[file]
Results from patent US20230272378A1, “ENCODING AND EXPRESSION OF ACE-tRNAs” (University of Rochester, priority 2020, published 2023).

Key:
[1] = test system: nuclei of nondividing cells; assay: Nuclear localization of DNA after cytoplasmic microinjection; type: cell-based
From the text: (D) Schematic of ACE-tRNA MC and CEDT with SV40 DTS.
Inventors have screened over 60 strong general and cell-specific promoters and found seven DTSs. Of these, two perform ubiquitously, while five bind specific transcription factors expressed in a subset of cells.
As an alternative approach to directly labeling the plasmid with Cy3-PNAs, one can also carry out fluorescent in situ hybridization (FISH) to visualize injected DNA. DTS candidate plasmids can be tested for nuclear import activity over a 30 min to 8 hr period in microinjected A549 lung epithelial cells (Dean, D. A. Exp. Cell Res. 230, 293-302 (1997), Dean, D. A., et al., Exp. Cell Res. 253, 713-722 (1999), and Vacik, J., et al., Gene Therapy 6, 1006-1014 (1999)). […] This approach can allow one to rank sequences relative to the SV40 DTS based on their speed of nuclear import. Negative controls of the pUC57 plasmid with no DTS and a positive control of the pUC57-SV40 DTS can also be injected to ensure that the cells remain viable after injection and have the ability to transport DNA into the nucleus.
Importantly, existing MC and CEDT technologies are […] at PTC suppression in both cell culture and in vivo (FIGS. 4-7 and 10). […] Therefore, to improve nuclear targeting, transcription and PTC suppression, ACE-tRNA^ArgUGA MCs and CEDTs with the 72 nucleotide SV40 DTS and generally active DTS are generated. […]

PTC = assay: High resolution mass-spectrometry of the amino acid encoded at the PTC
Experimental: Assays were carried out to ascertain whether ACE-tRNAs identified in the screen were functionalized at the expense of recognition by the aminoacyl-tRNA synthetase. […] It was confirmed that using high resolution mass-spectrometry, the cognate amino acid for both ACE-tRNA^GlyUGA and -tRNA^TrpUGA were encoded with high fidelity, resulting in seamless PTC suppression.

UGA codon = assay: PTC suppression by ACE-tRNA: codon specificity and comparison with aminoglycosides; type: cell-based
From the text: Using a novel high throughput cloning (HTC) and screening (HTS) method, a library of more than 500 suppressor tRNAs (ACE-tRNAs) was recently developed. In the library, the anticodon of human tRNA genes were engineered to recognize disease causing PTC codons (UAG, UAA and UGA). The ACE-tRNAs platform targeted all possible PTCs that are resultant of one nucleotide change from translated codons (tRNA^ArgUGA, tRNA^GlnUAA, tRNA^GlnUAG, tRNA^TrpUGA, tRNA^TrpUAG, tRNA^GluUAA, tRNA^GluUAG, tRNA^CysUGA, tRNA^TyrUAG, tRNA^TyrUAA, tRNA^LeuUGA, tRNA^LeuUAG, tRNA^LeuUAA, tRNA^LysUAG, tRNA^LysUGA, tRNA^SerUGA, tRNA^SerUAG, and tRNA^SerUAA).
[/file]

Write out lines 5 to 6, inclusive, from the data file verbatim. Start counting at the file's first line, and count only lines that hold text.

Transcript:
Inventors have screened over 60 strong general and cell-specific promoters and found seven DTSs. Of these, two perform ubiquitously, while five bind specific transcription factors expressed in a subset of cells.
As an alternative approach to directly labeling the plasmid with Cy3-PNAs, one can also carry out fluorescent in situ hybridization (FISH) to visualize injected DNA. DTS candidate plasmids can be tested for nuclear import activity over a 30 min to 8 hr period in microinjected A549 lung epithelial cells (Dean, D. A. Exp. Cell Res. 230, 293-302 (1997), Dean, D. A., et al., Exp. Cell Res. 253, 713-722 (1999), and Vacik, J., et al., Gene Therapy 6, 1006-1014 (1999)). […] This approach can allow one to rank sequences relative to the SV40 DTS based on their speed of nuclear import. Negative controls of the pUC57 plasmid with no DTS and a positive control of the pUC57-SV40 DTS can also be injected to ensure that the cells remain viable after injection and have the ability to transport DNA into the nucleus.